Training programmes for new oncology nurses
Sylvie Perrin - Centre Léon Bérard, France
I am an expert oncology geriatric nurse; I’ve been in this medical specialisation for six years and I’m working in Lyon in a cancer institute called Centre Léon Bérard. We have twenty institutes in all of my country so my job is to bring the geriatric culture inside cancer institutes everywhere – hospital made oncology. So I have two big jobs to do training and, as I am one of the oldest nurses in geriatric oncology, I’m a leader in my country and I’m working for the National Institute of Caner. We have 24 co-ordination units of geriatric oncology and I’m working in one of them, I think it is the oldest in France, since the 90s, and I make a lot of training for care-givers everywhere I can.
In my area we have 39 hospitals with oncology so I have organised a lot of training for nurses working in oncology and now I do some new training for nurses working in geriatrics because sometimes we have an elderly patient, after treatment, who must go into a geriatric hospital or area and they don’t know the cancer treatment and so on. So it is to average all the knowledge of nurses; it’s a very big job and I think it’s a way to change, maybe, the mentality of some doctors, oncologists, because some of them think they don’t need geriatricians. If nurses in the future, their knowledge is higher and higher in geriatrics sometimes they don’t understand all the consequences of the treatment and they say they are old and sometimes it appears something like stupid to do it in this way. Nurses, more and more, their knowledge average, they will be able to ask the oncologists, ‘Why are you doing it in this way? We need geriatricians because of the nutrition, because they fall down and so on and a lot of consequences.’
So, for me, I prepare maybe the future for all elderly people in France to average all the knowledge. I go everywhere because the new expert nurses in geriatric oncology are here since maybe six months, one year, so they don’t know how to do it. I try to show them the way to train and I go to the schools of nursing because all the teachers in such schools in France don’t teach geriatric oncology. It’s new in France and when I see the teachers they don’t know how to do it. So I say, ‘This is the way to do it.’ For example, they have old ideas like cancer growing up very slowly because they are elderly. I say, ‘No, it’s stupid because cancer grows up at the speed it wants, it depends on the histology, not on the age.’ This is one of the things like that. In France we have screening, for example, for breast cancer but it stops at 74 years old but after there is about 25% of elderly women in all breast cancer who have a cancer appear and they are astonished – 80, 90 years old - ‘Oh, I can have a cancer at this age.’ I realised that care-givers think the same, all care givers in other hospitals. I think if care-givers don’t know these sort of things, how the population, French population, can know these sort of things.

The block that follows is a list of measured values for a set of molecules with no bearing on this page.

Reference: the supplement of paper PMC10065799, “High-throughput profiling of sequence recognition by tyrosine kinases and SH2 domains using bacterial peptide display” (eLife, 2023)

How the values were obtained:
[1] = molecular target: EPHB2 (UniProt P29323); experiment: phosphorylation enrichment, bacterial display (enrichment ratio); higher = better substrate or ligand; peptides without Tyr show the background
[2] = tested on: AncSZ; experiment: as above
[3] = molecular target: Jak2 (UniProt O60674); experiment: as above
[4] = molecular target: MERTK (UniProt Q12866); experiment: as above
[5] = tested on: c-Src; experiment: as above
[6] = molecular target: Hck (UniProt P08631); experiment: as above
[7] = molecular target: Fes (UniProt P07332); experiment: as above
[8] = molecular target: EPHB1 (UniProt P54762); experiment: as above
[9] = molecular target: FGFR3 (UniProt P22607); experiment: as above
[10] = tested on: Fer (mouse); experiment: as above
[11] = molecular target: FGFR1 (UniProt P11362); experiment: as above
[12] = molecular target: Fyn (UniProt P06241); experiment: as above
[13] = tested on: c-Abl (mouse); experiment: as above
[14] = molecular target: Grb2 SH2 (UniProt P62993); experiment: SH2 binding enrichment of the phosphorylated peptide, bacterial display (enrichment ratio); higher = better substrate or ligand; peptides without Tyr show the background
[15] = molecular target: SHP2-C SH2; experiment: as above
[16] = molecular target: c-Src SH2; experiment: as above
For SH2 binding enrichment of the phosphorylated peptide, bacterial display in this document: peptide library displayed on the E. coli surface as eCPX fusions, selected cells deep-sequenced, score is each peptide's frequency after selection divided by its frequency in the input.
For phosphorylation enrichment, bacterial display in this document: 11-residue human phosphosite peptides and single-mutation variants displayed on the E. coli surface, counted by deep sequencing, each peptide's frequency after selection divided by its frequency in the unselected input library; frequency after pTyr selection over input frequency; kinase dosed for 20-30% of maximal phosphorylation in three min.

So I bring a lot of information; I have made a public meeting last year for what we call in France Pink October to say to old women; I say to her, ‘You can have a breast cancer when you are 80; you have one chance, if we can call it chance, to have a cancer in ten women.’ In my age it’s about one for fifty women so the impact is very important because in oncology elderly women, for instance, I say in breast cancer because it’s the first cancer for elderly women, we saw too many elderly women with cancer still metastatic because we have the information when the cancer makes noises because they don’t suffer when they have nothing, they suffer when they have metastatic bones and so on.
So it’s to average all the knowledge for care-givers and for all the population. We think all expert nurses in geriatric oncology for next year to do a national action to say to elderly women, ‘Be careful, you can still have cancer after the national screening.’ So things are like that but it’s a very, very big job and so interesting.